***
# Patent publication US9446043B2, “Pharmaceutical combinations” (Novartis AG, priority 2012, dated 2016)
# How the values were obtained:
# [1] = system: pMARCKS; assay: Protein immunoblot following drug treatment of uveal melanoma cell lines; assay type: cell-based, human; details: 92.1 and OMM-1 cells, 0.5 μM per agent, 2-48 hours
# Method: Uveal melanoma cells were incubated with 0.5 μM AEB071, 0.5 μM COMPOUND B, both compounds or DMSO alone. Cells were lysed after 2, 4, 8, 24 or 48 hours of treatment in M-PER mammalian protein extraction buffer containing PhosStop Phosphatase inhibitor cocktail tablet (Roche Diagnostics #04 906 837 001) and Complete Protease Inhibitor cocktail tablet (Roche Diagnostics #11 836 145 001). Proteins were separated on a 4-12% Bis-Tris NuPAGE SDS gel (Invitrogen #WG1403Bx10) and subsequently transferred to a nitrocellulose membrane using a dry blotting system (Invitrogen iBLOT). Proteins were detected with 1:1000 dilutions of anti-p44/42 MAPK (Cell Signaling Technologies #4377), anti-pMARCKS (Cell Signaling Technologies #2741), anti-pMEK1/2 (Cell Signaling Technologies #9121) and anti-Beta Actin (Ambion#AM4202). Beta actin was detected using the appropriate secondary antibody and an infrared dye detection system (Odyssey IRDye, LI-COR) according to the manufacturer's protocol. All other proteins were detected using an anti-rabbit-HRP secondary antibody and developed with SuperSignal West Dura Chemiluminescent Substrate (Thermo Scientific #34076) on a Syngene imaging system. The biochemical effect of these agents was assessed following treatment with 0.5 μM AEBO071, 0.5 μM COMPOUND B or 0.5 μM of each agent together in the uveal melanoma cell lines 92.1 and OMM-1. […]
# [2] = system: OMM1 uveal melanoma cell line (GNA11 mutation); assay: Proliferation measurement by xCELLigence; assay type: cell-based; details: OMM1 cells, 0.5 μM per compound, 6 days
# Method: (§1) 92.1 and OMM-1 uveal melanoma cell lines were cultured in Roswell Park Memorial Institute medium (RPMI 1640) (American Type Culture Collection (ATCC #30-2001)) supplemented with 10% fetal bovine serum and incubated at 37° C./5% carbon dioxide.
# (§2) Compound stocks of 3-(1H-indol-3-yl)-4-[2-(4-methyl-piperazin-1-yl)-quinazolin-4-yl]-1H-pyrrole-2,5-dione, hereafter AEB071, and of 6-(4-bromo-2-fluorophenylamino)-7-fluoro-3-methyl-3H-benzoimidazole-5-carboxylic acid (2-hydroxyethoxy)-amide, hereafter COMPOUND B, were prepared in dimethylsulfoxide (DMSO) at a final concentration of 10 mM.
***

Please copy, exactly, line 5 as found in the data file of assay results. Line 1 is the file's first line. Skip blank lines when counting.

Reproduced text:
# [2] = system: OMM1 uveal melanoma cell line (GNA11 mutation); assay: Proliferation measurement by xCELLigence; assay type: cell-based; details: OMM1 cells, 0.5 μM per compound, 6 days